HK Electric Fan Manufacturers

HK Electric Fan Manufacturers

Electric fans became very popular in the US during the energy crisis of the early 1970s. HK pioneers Shell, Din Wai and Wing Tat made their mark globally.

Eck patented a sort of lollipop fan but never made it. It was a gear driven oscillating fan. Around this time he began making large electric motors.

History of Electric Fans

The invention of the electric fan changed how people lived and worked in a significant way. Prior to the electric fan, people used manual fans and natural ventilation to cool their homes and businesses. This blow molding machine was often time consuming and labor-intensive. The electric fan allowed for a much faster and more effective cooling system that improved productivity in offices and households.

The earliest electric fans were basically a blade attached to an electrical motor. They were bipolar and direct current, meaning all the workings were exposed. The blades were usually six pie shaped flat leafs of brass and speed control was achieved through resistance wire. These early fans were expensive and dangerous due to their lack of a cage around the blades.

In 1882, Schuyler Wheeler invented the electric fan taking help of the infant science of electricity. He also invented the desktop fan with two blades. Around the same time, Philip Diehl patented the ceiling fan. He mounted a fan blade on the same motor used in the Singer sewing machine.

In 1913, A.C. Gilbert founded his toy company in New Haven, Connecticut. His first product was the erector set, followed by magic tricks, chemistry sets, and electric fans. His earliest fan was called the Mysto. It was a 6″ fan with a dc type universal brush motor and had a open front guard that only protected the outer perimeter of the blades. This model was replaced by a 12″ and then by the more elegant ‘Typhoon Type’ in about 1921.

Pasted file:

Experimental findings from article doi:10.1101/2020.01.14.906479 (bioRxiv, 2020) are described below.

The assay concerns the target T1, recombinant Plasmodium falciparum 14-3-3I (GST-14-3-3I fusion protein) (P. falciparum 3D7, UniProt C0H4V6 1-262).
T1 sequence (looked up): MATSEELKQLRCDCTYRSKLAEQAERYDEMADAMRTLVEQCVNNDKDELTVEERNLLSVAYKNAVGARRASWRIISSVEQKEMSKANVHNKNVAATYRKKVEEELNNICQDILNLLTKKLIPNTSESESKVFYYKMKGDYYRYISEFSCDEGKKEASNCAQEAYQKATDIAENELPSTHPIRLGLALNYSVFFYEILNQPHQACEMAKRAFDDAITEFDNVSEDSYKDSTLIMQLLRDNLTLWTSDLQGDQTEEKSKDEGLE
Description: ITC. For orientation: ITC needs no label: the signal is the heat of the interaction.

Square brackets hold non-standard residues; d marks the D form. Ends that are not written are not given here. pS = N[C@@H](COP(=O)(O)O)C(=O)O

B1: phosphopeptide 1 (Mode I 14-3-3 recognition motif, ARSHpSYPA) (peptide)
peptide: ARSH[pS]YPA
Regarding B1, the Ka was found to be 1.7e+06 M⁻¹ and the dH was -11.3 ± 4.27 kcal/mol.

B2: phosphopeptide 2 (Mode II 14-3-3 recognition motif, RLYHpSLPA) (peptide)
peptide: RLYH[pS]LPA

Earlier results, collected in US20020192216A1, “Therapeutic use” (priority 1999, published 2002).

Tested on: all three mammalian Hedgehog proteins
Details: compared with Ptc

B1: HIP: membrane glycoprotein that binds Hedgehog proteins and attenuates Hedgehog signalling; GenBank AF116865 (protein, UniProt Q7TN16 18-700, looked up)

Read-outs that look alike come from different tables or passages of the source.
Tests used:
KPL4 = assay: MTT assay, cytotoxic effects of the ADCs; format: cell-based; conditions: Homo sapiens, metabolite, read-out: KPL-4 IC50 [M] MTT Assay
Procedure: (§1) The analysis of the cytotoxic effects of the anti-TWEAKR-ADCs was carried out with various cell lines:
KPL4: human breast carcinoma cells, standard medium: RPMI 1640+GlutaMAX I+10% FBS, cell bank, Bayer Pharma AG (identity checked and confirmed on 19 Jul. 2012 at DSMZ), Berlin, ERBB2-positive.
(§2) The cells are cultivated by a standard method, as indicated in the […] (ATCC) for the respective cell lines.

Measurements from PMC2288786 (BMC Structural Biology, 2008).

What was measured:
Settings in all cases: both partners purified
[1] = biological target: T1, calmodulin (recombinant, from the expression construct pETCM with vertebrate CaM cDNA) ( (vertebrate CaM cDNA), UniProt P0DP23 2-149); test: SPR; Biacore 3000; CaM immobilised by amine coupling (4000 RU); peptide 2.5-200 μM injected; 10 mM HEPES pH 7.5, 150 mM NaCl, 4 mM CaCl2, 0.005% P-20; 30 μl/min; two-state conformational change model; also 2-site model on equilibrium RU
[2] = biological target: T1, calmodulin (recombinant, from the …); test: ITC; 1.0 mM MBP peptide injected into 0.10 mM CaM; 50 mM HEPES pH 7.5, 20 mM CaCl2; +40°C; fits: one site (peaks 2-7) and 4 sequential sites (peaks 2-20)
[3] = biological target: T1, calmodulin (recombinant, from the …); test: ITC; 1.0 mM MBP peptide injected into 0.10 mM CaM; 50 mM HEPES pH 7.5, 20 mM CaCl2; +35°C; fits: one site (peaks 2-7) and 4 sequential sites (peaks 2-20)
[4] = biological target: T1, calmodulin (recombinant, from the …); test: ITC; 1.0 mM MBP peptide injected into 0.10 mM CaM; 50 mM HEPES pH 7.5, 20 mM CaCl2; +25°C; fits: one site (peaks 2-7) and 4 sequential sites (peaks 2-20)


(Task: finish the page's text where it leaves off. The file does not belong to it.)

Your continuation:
Ercole Mareli

Ercole Marelli was a company with a strong reputation for quality. It produced electromechanical equipment for many large projects in South America and also built diesel locomotives for Chilean railways. It was a major player in the industrialisation of electricity and one of the first companies to recognise the huge potential of this new technology.

The company was founded by Mr Marelli, the son of a craftsman and a housewife, in Milan in 1891. He gained a great deal of experience in electrical engineering in South America and returned to Italy to set up a workshop producing equipment for physical geodesy, batteries and accumulators.

In 1919 he spun off the production department of ignition magnetos into a joint venture with Fiat. This became the Fabbrica Italiana Magneti Marelli.

It was during this time that the first electric fans began to appear. These were very different from the earlier manual models in that they were able to oscillate. These were very efficient and could be wall-mounted or table-mounted. They were also very expensive at PS100 to £1000 in today’s terms.

Dated documentation for these early machines is scarce and judging when a fan was made has to be done by visual appraisal, correlating this with dated catalogues and literature and lastly by understanding the way that Ercole produced their products.